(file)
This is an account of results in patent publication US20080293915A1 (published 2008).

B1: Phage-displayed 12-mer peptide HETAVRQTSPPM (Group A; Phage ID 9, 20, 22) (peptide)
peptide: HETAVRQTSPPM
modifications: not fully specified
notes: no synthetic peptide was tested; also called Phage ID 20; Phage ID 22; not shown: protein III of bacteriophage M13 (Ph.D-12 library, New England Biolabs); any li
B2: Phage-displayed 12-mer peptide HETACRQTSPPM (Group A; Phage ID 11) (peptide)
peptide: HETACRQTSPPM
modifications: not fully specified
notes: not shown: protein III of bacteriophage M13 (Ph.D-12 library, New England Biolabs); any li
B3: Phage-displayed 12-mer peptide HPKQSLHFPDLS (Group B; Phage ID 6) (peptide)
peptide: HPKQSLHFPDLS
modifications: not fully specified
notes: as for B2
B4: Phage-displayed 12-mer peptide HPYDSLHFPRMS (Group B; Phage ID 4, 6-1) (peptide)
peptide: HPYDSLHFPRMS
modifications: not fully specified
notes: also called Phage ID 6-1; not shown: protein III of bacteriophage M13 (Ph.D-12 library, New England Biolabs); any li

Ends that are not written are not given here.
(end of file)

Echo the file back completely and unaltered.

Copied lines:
This is an account of results in patent publication US20080293915A1 (published 2008).

B1: Phage-displayed 12-mer peptide HETAVRQTSPPM (Group A; Phage ID 9, 20, 22) (peptide)
peptide: HETAVRQTSPPM
modifications: not fully specified
notes: no synthetic peptide was tested; also called Phage ID 20; Phage ID 22; not shown: protein III of bacteriophage M13 (Ph.D-12 library, New England Biolabs); any li
B2: Phage-displayed 12-mer peptide HETACRQTSPPM (Group A; Phage ID 11) (peptide)
peptide: HETACRQTSPPM
modifications: not fully specified
notes: not shown: protein III of bacteriophage M13 (Ph.D-12 library, New England Biolabs); any li
B3: Phage-displayed 12-mer peptide HPKQSLHFPDLS (Group B; Phage ID 6) (peptide)
peptide: HPKQSLHFPDLS
modifications: not fully specified
notes: as for B2
B4: Phage-displayed 12-mer peptide HPYDSLHFPRMS (Group B; Phage ID 4, 6-1) (peptide)
peptide: HPYDSLHFPRMS
modifications: not fully specified
notes: also called Phage ID 6-1; not shown: protein III of bacteriophage M13 (Ph.D-12 library, New England Biolabs); any li

Ends that are not written are not given here.